I go back in, go up to the third floor and I find that most of men’s clothing is on a big discount, sometimes up to 50%. So, I was misinformed, it wasn’t a fire sale, it was just a big sale.

Is that guy who works there demented? Again, I, the eager customer who really wants to give them money i.e. his prime target, am asking him if there’s a fire sale. Instead of saying something like “Well, we do a really great sale with huge discounts, so it’s the same thing really.”, he simply says “no”. Lying to me would have been better. He should have said yes, and I would have gone up there and I wouldn’t know the difference between a fire sale and a “regular” sale.

So I want to tell him all of this, but, of course, a part of me is screaming: “Is there any semblance of a point in telling him?!?”.

How can you influence such people? How do you show them why it’s important to always strive being better in what you’re doing, whether it’s sports, science or selling clothes?

I guess I’m coming back to my new meme, which more or less is: “Shut up and behave the way you sincerely believe people should behave, and some day they’ll behave like you.”

But I’m afraid it’s a hell of a lot more complicated than that.

September 17, 2008

dog shit and responsibility

One of the easiest ways for me to start a conversation with the taxi driver is to comment on the weather, which is quite often bad (either too hot or too cold) and at times completely unpredictable (too hot, then suddenly too cold). I always do that with the following sentence (very loosely translated, so it looses the punch it has in Serbian) “Our weather is just like (i.e. as bad as) our country.” They never fail to smile and agree with me, for most people here share the more or less same view:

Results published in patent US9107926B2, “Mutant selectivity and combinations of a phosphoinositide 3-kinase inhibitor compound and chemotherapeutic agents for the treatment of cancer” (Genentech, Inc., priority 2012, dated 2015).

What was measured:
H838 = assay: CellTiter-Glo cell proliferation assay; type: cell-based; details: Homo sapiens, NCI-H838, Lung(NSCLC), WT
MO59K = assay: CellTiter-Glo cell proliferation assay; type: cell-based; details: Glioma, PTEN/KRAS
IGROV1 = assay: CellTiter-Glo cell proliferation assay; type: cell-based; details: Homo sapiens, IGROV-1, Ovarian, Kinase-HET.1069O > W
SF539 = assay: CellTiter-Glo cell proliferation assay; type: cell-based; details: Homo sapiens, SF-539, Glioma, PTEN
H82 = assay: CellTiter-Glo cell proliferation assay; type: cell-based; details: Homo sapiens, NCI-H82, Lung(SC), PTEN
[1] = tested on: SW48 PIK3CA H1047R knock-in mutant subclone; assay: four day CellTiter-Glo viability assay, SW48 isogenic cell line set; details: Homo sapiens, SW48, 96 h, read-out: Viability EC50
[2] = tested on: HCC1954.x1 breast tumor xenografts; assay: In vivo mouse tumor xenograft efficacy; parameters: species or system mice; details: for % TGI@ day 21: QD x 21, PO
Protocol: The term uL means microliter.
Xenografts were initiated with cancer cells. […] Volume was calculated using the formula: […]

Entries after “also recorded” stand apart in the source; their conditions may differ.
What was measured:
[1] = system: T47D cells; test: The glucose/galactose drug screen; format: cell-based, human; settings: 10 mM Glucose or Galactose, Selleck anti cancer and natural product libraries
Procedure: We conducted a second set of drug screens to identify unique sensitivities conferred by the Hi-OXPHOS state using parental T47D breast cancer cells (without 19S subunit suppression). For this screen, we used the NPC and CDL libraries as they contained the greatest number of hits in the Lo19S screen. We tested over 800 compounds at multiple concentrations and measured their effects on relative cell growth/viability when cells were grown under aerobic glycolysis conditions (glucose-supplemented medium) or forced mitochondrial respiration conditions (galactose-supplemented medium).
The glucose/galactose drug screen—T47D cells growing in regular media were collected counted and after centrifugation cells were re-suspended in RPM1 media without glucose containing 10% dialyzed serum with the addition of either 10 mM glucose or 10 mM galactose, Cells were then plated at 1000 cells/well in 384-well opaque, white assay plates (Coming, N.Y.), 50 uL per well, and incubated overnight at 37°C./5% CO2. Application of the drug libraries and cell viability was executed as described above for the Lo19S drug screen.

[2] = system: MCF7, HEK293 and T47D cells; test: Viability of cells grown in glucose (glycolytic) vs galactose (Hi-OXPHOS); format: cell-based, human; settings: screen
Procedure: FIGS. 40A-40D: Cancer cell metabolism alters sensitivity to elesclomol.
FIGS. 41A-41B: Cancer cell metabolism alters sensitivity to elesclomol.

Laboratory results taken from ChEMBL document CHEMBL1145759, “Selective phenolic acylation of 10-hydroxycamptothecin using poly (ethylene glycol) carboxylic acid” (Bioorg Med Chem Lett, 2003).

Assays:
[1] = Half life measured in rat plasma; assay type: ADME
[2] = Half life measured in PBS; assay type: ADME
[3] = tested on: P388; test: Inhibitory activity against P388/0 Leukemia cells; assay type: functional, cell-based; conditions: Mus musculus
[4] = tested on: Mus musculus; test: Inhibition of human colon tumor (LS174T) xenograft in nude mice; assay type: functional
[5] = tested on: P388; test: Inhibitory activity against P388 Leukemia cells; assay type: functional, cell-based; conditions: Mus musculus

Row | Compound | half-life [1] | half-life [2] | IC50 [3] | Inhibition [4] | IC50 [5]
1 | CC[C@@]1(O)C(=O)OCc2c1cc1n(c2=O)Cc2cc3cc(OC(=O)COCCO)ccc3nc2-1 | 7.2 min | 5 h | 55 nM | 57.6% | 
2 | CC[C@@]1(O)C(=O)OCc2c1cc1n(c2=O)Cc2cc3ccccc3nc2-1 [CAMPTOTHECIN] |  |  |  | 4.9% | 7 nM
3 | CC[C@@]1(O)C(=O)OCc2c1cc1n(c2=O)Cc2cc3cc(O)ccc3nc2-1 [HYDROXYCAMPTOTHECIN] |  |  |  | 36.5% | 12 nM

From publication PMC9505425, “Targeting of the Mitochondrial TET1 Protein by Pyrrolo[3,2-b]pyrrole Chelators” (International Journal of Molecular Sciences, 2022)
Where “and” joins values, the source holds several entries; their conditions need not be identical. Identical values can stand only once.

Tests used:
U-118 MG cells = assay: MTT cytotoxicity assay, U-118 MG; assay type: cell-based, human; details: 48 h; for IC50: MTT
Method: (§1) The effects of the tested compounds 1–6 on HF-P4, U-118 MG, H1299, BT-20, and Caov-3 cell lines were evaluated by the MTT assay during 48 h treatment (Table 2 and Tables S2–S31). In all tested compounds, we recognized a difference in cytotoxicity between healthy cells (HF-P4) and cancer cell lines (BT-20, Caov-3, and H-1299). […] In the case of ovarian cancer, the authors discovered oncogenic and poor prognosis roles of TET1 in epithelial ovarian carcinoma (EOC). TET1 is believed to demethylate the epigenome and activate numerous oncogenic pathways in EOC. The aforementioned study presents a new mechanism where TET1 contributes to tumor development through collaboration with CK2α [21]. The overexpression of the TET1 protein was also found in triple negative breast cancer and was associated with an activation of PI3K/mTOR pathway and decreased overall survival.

Serbia is a country where things just don’t work.

It’s a big meme here, really. Whether you’re standing for hours in a long queue, arguing with the clerk at the post office, paying ridiculous amounts for essential every-day food & necessities (a pair of Nike sneakers which is $40 in America is around $160 here) or watching the politicians throwing black-magic-ish curses at their opponents (I’m not kidding), you’re bound to sigh disappointedly and say something like the following: “I’m not surprised in the least; it’s just the sort of thing to expect in a country like Serbia”.

Now there are people who are really struggling to survive, working long hours for minimal wages (the average salary here is officially around 400 euros (a bit more than $600) per month, which in itself is insufficient for anything resembling a  normal life, and in reality a lot of people are working for as low as half of that). I feel that I have no right to say anything about their being frustrated, because I am lucky to be in a way better financial situation than them.